Finland's prime minister has said he will push for stricter gun laws after a man shot dead 10 people at a vocational school before turning the gun on himself.
During a visit to the school in Kauhajoki on Wednesday, Matti Vanhanen said that the government would consider if "people should get access to hand guns so freely".
"After this kind of behaviour, my personal opinion is that we need to study if people should get access to handguns so freely," Vanhanen said.
"I'm very, very critical about the guns and during next few months we will make a decision about it."
The law currently allow people as young as 15 to acquire guns for target or hunting purposes.
The National Bureau of Investigation said that eight female students were killed, along with one male student and a teacher. Another woman was injured before Matti Saari, a 22-year-old student at the school, shot himself.
Saari possessed a license for the gun he used, but was interviewed by police the day before the shooting after videos of himself firing a handgun at a shooting range were posted online.
He was released on Monday because police said they found no reason to keep him in custody.
"He [Saari] doesn't seem to have fit the profile of somebody that might carry out an attack like this," Al Jazeera's Hamish MacDonald, reporting from Kauhajoki, said.
"He was not a loner - he had friends and we're told that he seemed happy, that he was a social character. Yet as we're seeing in the images from the Youtube video, he obviously had a much darker side."
The media have focused heavily on how police, alerted to Saari's online videos, could question him on Monday but not confiscate the gun and the government has called for an investigation into how police handled the case.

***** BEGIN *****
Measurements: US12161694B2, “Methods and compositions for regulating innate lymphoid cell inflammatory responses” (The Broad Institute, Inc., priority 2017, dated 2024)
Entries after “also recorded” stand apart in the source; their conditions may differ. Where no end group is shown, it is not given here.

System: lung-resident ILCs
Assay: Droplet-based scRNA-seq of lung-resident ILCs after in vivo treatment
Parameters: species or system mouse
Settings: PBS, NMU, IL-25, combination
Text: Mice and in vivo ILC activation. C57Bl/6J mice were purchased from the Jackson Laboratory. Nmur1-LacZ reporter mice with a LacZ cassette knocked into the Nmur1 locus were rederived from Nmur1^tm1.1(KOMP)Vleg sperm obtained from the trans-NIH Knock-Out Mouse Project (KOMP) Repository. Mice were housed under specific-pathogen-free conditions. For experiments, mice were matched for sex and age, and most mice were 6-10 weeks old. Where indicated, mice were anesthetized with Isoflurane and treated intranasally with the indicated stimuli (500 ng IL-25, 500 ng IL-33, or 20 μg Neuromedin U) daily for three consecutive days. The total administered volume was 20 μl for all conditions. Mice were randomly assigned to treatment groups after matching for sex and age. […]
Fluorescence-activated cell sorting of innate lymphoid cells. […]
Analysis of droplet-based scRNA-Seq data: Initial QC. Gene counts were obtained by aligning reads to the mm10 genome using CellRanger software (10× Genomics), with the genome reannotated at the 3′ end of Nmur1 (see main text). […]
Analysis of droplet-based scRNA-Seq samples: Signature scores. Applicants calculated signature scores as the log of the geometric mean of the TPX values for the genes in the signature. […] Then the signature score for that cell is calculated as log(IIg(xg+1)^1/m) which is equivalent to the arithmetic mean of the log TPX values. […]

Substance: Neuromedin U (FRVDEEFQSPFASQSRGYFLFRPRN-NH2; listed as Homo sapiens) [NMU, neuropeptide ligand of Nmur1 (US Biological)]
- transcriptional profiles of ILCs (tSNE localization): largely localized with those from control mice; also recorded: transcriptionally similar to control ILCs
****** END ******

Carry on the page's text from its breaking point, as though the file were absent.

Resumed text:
Urpo Lintula, a police spokesman, said Saari had acquired a permit for his weapon, a .22-calibre handgun, in August.
Vanhanen and other ministers visited Kauhajoki, a town of 14,000 people, as flags flew at half-mast on a national day of mourning.
Residents and mourners placed candles and flowers outside the school in Kauhajoki.
|Residents and mourners placed candles and flowers outside the school [AFP]
At the United Nations in New York, Tarja Halonen, the Finnish president, said the shooting showed the need to watch over the activities of young people on the internet and to renew discussions about handgun legislation.
Finland has one the highest gun ownership rates of any country in the world.
"We have of course a tradition of hunting in Finland and that that is the reason that people think we have so many guns in Finland," Laura Lodenius, part of Finland's anti-gun lobby, told Al Jazeera.
"I think now that people are maybe starting to open up their eyes and realising that today's gun owning is not that of 50 or 100 years ago and that it's really a problem in today's world."
But, Alexander Stubb, Finland's foreign minister, said that the country's gun laws were already very strict.
"We do have a high number of arms - 1.6 million to be exact - and for each license you actually need to be interviewed by the police," he said.
"So we're not talking about free guns per se in Finland."
Finland suffered a chillingly similar shooting in November 2007 when Pekka-Eric Auvinen, an 18-year-old, killed eight people and then himself.
Finnish media focused on the similarities between the two shootings, including the use of boastful Youtube videos and the same calibre handgun.